“What are you going to miss the most?”
“About you?” I ask.
“Yes. About me.” She answers.
“Come on, be more specific.” She begs in her singsong voice.
I clear my throat, “Your voice.” I say in a slightly more serious tone than I intend.
I move my feet around, careful not to look at her.
“What exactly about my voice.” She presses.
The way it dances around, as smooth as silk, never quite settling, caressing my senses and lingering, long after we’re apart.
That’s what I meant to say. Instead I shake my head and frown. “You don’t always have to fish for compliments Uju.”
“Oh,” she says, her forehead burrowing and her small mouth forming a perfect ‘o’. “I get it. I’d be mad if I were you too.”
Except I’m not mad. I’m furious, boiling over with anger and hopelessness. I should never have promised them. I should never have given them my word. I shouldn’t care about what ‘they’ think.
Yet I do, I care so much it hurts.
This is what I should tell Uju, that it’s because I care I’m leaving. Instead, I push myself off the tree I’m leaning on, the glare of the sun blinding me momentarily, my back already to her.
I expect her to beg, to run after me and tell me how wrong I am, how we can make it work. But she doesn’t. I want to turn back, to wipe the tears I’m sure I’ve caused. The tears I selfishly hope I caused.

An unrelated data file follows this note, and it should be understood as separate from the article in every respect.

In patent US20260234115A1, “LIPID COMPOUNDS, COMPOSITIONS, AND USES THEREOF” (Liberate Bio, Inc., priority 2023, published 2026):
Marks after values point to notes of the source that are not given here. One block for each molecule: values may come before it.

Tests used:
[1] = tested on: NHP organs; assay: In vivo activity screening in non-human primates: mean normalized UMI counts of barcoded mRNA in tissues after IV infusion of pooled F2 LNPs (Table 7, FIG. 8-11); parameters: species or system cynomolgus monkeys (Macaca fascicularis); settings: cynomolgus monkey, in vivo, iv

Maybe she doesn’t love me like I do her. Maybe it’s better for her if she doesn’t.
Please stop me, I whisper. But she doesn’t.
I don’t know which hurts more, leaving or being allowed to leave.
He’s going to leave. I know it so does he. The only question is when. At least we have today, that’s what I’ve been telling myself.
Only think about now, cherish each moment because you know it might be the last one.
Ebuka doesn’t know that I know. They told me yesterday that he had promised to leave. They asked me what type of a man who claims to love me would do such a thing; would tell them one thing and do another so easily. I told them a man out of options.
After that they shut up. Only for awhile I’m sure. Tomorrow is another day.
When I see him, I’m filled with so much excitement, so much joy. How can they not see how much I love him? Part of me keeps asking if it’s real. Maybe the reason why it’s so epic, so beautiful and out of this world is because it is out of this world – because it’s not real.
Like a shooting star, a fleeting moment in my so far standard issue life. When I see him, I know today is the day. I had imagined our ending in many ways, but not like this.
His hand feels velvety in mine, each callous a reminder of how different our backgrounds are, of how hard he’s worked to find me.
He removes his hands slowly, each finger unlocking in slow motion. I watch him leave without a word.
My body trembles with unbearable grief as silent tears travel down my face. I stretch my hands to stop him but it’s too late. I’m met with emptiness.
“Turn back.” I whisper. Just turn back I silently beg as the distance between us increases, but he doesn’t.
Maybe he doesn’t love me like I do him. Maybe it’s better for him if he doesn’t…
Moyosore Laditan is a medical doctor and loves writing to show people it’s a small world and that they’re not alone in their experiences.
In her words, “if by the smallest chance my writings make someone else laugh, cry or bring out a reaction (hopefully positive) then I will sleep better, knowing I have made a difference in another’s life.” She blogs on Tumblr via moladitan.
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